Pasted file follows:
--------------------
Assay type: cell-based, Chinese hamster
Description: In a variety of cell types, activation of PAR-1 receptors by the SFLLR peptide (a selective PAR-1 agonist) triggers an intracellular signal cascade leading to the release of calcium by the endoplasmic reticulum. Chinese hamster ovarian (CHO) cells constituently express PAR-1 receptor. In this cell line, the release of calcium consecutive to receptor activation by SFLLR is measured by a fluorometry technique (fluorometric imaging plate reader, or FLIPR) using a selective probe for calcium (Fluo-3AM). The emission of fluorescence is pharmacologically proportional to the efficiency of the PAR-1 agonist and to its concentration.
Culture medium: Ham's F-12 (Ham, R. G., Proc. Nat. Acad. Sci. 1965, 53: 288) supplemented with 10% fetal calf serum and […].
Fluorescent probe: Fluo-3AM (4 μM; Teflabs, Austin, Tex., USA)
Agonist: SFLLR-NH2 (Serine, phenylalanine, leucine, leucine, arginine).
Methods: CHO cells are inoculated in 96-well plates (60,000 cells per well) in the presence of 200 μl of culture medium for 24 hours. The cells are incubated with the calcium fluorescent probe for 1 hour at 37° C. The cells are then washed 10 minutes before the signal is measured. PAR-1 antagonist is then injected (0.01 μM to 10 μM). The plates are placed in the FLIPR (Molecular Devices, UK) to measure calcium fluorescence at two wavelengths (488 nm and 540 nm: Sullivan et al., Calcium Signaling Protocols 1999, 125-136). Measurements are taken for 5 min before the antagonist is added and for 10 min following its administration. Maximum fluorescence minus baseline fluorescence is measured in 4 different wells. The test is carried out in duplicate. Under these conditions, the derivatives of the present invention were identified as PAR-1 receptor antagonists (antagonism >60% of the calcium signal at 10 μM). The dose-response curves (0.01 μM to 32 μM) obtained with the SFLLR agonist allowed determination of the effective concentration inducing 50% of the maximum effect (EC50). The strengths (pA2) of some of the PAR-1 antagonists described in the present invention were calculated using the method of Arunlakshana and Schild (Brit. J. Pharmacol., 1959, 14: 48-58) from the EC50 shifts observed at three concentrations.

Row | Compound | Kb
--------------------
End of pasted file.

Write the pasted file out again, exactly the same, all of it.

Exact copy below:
Assay type: cell-based, Chinese hamster
Description: In a variety of cell types, activation of PAR-1 receptors by the SFLLR peptide (a selective PAR-1 agonist) triggers an intracellular signal cascade leading to the release of calcium by the endoplasmic reticulum. Chinese hamster ovarian (CHO) cells constituently express PAR-1 receptor. In this cell line, the release of calcium consecutive to receptor activation by SFLLR is measured by a fluorometry technique (fluorometric imaging plate reader, or FLIPR) using a selective probe for calcium (Fluo-3AM). The emission of fluorescence is pharmacologically proportional to the efficiency of the PAR-1 agonist and to its concentration.
Culture medium: Ham's F-12 (Ham, R. G., Proc. Nat. Acad. Sci. 1965, 53: 288) supplemented with 10% fetal calf serum and […].
Fluorescent probe: Fluo-3AM (4 μM; Teflabs, Austin, Tex., USA)
Agonist: SFLLR-NH2 (Serine, phenylalanine, leucine, leucine, arginine).
Methods: CHO cells are inoculated in 96-well plates (60,000 cells per well) in the presence of 200 μl of culture medium for 24 hours. The cells are incubated with the calcium fluorescent probe for 1 hour at 37° C. The cells are then washed 10 minutes before the signal is measured. PAR-1 antagonist is then injected (0.01 μM to 10 μM). The plates are placed in the FLIPR (Molecular Devices, UK) to measure calcium fluorescence at two wavelengths (488 nm and 540 nm: Sullivan et al., Calcium Signaling Protocols 1999, 125-136). Measurements are taken for 5 min before the antagonist is added and for 10 min following its administration. Maximum fluorescence minus baseline fluorescence is measured in 4 different wells. The test is carried out in duplicate. Under these conditions, the derivatives of the present invention were identified as PAR-1 receptor antagonists (antagonism >60% of the calcium signal at 10 μM). The dose-response curves (0.01 μM to 32 μM) obtained with the SFLLR agonist allowed determination of the effective concentration inducing 50% of the maximum effect (EC50). The strengths (pA2) of some of the PAR-1 antagonists described in the present invention were calculated using the method of Arunlakshana and Schild (Brit. J. Pharmacol., 1959, 14: 48-58) from the EC50 shifts observed at three concentrations.

Row | Compound | Kb